In the 2022 Distinguished Regulation Lecture at Penn Law, CFPB Director urges regulators to take action against corporate recidivists.
In this series of essays drawing on his 2022 Distinguished Lecture on Regulation at the University of Pennsylvania, Rohit Chopra, the Director of the Consumer Financial Protection Bureau (CFPB), argues that large corporate and financial institutions have repeatedly violated the law and past orders. These entities face a low probability of detection of violations and consumer abuses, and even when violations and abuses are detected, ensuing government orders fail to deter future misconduct. Instead, big corporations view such orders as a “cost of doing business”—and American consumers are not only harmed but also left to subsidize corporate malfeasance.
Chopra began his lecture by articulating three objectives for his remarks. “First, I want to spend my time today talking about some specific examples of big firms that have repeatedly broken the law,” Chopra said. “Second, I want to explore a case study of the Federal Trade Commission’s handling of Facebook’s repeated violations of law. And finally, I want to describe some of the steps the Consumer Financial Protection Bureau and other regulators can take to halt recidivism and create a system that treats small and big firms equally.”
In addition to editing Chopra’s remarks lightly to accord with our style conventions, The Regulatory Review has divided his lecture into three parts to run as this series of three essays, each corresponding with one of his three objectives and each of the length to which readers of The Review are accustomed. On the third day of our series, we are releasing not only the final essay in this series but his entire lecture, as edited into a single integrated and downloadable article format, replete with footnotes.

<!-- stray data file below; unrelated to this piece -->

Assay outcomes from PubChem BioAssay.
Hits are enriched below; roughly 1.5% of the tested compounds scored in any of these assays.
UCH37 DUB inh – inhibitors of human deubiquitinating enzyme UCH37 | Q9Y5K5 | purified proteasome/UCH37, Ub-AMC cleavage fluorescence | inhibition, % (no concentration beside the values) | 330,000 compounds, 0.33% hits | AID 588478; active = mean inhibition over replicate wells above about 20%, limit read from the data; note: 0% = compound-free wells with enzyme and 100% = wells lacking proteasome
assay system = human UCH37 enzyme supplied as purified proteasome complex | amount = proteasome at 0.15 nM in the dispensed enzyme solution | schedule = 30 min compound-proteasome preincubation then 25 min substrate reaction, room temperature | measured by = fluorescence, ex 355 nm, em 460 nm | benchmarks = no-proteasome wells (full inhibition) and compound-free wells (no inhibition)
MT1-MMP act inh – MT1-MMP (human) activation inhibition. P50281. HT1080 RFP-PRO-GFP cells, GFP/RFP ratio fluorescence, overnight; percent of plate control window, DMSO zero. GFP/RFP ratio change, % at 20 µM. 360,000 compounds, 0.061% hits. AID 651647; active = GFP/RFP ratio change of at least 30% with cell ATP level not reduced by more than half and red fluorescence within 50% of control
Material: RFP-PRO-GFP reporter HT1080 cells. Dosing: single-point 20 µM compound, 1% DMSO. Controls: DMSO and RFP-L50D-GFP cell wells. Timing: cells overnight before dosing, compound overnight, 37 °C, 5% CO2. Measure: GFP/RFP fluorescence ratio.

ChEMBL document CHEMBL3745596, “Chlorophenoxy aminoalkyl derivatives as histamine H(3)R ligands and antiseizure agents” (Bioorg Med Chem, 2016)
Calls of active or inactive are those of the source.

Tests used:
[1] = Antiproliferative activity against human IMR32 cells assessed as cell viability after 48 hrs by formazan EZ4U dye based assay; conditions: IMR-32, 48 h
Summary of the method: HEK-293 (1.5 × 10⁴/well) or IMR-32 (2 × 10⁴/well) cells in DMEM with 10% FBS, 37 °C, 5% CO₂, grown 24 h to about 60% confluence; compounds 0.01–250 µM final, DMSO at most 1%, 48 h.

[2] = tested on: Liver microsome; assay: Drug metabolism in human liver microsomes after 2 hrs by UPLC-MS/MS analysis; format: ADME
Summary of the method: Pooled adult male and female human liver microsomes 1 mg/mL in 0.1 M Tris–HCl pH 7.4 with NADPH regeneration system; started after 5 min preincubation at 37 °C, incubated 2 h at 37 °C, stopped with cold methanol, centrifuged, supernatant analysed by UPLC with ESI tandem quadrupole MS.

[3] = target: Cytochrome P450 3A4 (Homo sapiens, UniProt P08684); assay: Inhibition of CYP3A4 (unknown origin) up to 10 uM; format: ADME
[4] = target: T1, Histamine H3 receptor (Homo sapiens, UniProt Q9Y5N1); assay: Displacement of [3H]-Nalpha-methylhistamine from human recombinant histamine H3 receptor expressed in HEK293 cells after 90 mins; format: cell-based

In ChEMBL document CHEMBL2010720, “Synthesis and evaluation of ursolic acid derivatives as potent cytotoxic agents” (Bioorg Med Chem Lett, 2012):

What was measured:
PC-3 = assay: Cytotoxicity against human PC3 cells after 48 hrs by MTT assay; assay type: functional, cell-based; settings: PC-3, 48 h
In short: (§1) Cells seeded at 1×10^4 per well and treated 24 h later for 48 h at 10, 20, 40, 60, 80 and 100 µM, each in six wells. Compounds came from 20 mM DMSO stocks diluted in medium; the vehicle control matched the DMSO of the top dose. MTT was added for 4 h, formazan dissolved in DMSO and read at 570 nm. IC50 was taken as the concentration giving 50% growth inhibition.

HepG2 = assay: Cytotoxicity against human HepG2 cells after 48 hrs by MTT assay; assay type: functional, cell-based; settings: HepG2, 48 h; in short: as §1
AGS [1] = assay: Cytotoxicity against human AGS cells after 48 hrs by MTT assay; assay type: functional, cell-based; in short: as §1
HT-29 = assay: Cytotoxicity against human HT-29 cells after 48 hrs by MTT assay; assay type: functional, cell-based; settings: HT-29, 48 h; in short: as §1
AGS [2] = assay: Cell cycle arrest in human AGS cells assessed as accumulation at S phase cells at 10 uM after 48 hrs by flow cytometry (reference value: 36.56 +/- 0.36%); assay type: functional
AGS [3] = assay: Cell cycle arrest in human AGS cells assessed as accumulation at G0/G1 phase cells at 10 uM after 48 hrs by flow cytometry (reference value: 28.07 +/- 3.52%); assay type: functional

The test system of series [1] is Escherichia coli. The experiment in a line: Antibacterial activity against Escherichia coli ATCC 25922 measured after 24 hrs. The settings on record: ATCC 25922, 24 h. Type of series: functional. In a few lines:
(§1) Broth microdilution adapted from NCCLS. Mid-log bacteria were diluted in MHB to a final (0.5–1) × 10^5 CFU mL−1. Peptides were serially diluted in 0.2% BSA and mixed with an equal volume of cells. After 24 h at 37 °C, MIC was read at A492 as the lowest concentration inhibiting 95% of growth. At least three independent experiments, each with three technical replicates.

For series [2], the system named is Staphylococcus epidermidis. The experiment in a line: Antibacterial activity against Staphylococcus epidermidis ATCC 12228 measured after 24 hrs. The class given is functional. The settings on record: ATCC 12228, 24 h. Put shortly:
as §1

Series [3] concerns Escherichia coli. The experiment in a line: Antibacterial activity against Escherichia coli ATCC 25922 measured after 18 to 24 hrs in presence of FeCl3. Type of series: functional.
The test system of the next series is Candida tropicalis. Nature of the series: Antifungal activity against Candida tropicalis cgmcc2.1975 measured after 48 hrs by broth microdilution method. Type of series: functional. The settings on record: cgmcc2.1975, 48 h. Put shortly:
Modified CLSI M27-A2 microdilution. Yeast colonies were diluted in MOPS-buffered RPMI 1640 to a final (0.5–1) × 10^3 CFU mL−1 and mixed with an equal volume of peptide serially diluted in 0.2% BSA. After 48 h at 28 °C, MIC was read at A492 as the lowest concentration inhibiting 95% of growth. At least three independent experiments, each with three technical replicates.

Readers interested in the full version of his lecture released by the CFPB immediately following his lecture can visit the agency’s website. A video recording of the lecture can also be accessed at the Penn Program on Regulation’s YouTube channel.
The CFPB is a unit of the Federal Reserve System charged with protecting families and honest businesses from illegal practices by financial institutions and ensuring that markets for consumer financial products and services are fair, transparent, and competitive. As CFPB Director, Chopra not only leads the agency in pursuit of its mission but also serves as a member of the Board of Directors of the Federal Deposit Insurance Corporation and the Financial Stability Oversight Council.
Prior to his leadership of CFPB, Chopra served as a Commissioner on the Federal Trade Commission. At the FTC, he successfully worked to strengthen sanctions against repeat offenders, reverse the agency’s reliance on no-money, no-fault settlements in fraud cases, and halt abuses of small businesses. He also led efforts to revitalize dormant authorities, such as those to protect the Made in USA label and to promote competition.
Director Chopra previously served at the CFPB from 2010 to 2015. As the agency’s student loan ombudsman starting in 2011, he led the Bureau’s efforts on student lending issues. Prior to his government service, Chopra worked at McKinsey & Company, where he worked in the financial services, health care, and consumer technology sectors. Chopra holds a BA from Harvard University and an MBA from the Wharton School at the University of Pennsylvania.
Large Firms as Repeat Offenders
Regulators must not provide special treatment to dominant companies that are caught repeatedly violating the law.
September 26 | Rohit Chopra, Director of the Consumer Financial Protection Bureau
Lessons from the FTC’s Facebook Saga
The FTC’s settlement with Facebook does little to change or restrict recidivist business practices.
September 27 | Rohit Chopra, Director of the Consumer Financial Protection Bureau
Seeking Structural Remedies for Corporate Recidivists
To curb repeat violations, federal regulators should seek remedies that change businesses’ structures or alter their incentives.
September 28 | Rohit Chopra, Director of the Consumer Financial Protection Bureau